Point of View
UNITED STATES—We live in a technologically driven environment. Rewind back to 1990, the Internet was barely a thing of the future and the cell phone, what cell phone. Today, the Internet is the global media where most of us obtain news, but it’s also a place where we as a society self-indulge in ourselves. What on Earth am I referring to?
The good ole’ ”˜selfie.’ Some may be asking what is a ”˜selfie?’ It’s when a person uses their cell phone to take a picture of themselves and then post that image on social media. Notably on Instagram, Twitter, Tumblr or Facebook.
What does posting a selfie say about an individual? It says that perhaps we lie in a self-absorbed environment. We as people want to be seen, we want to be heard, we want to be noticed. We want people to say to people, “Look at me!” Some try more than others to infuse this idea, others not so much. It may be done as a way of garnering a laugh or two. Let’s face it; we live in a culture surrounded by YouTube where everyone is clamoring for 15 minutes of fame, so a ”˜selfie’ gives a person an opportunity to be the talk of the day. The biggest issue that concerns me about the ”˜selife’ is whether men or women are more prone to self-indulge.
Some would say it’s a promotion of eating right and exercise to motivate people, and to some degree I would agree with that notion, but then again, do you really have to take a picture and unleash it to the media masses to indicate so? No. People are asking for attention when they do so. This isn’t to say the female counterpart doesn’t do so because they have. It’s more so in terms of a night on the town, there have been a few that have released bikini body pics like “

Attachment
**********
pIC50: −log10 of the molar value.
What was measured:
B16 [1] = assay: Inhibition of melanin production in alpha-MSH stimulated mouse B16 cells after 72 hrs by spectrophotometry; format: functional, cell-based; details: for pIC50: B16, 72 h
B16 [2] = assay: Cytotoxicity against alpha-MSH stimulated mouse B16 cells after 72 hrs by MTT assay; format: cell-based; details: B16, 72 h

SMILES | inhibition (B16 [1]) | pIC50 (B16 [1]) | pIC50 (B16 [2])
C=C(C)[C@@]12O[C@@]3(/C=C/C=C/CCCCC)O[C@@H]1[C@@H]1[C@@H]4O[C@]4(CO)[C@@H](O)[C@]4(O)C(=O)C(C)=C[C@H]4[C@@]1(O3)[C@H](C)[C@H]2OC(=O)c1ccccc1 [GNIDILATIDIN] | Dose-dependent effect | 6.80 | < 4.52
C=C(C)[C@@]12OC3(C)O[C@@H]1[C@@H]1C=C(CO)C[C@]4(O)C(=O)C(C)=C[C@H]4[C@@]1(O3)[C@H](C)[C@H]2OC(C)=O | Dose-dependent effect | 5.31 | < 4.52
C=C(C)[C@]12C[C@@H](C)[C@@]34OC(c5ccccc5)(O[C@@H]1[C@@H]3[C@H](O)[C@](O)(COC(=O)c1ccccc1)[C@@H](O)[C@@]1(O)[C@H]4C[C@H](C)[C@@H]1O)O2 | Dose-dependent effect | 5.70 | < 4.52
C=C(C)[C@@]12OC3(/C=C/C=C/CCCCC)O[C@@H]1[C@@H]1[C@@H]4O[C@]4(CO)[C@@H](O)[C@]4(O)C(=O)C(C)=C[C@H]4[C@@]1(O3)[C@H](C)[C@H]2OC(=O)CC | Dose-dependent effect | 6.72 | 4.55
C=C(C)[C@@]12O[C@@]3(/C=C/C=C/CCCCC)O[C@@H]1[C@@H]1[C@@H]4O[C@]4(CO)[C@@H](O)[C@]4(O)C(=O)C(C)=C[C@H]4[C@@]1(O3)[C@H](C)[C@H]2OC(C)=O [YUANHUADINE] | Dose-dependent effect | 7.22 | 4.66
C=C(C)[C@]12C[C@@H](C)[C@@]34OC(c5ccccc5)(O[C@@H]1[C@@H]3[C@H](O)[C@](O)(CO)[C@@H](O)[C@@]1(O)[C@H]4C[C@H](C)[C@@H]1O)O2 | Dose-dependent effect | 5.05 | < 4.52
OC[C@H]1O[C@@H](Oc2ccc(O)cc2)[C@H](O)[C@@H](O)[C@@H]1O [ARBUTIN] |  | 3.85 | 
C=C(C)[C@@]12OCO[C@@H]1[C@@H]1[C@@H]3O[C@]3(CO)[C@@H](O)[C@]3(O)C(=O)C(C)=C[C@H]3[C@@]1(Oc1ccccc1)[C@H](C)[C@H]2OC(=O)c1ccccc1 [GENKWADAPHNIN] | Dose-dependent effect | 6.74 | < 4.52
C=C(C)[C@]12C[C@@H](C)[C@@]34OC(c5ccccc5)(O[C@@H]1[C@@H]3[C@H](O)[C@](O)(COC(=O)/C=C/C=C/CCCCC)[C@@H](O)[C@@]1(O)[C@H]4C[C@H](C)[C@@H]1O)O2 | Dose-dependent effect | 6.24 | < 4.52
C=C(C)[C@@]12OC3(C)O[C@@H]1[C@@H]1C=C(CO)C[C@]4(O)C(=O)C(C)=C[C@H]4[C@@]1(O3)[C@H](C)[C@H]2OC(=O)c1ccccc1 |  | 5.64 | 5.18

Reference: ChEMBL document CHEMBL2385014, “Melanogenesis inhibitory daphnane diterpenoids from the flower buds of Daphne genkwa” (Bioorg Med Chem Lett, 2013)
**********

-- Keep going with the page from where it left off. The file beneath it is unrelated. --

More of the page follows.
Does the ”˜selfie’ indicate that we’re self-absorbed as individuals? Perhaps, what other reason would you take a picture of yourself, wouldn’t it be smarter to just ask someone else to take the picture for you. I mean we’re all seen pics that don’t have the best angles or appear a bit distorted because let’s face it its not easy taking a picture of yourself using your cell phone and the reflection of a mirror as so many people attempt to do in the bathroom.
What message are we sending to our youth when we choose to talk ”˜selfies’ of ourselves? We’re saying that how society perceives us is important, especially on the physical front. Beauty is in the eye of the beholder, but with selfies, it has become apparent beauty is more important on the outside than what should be perceived on the inside.
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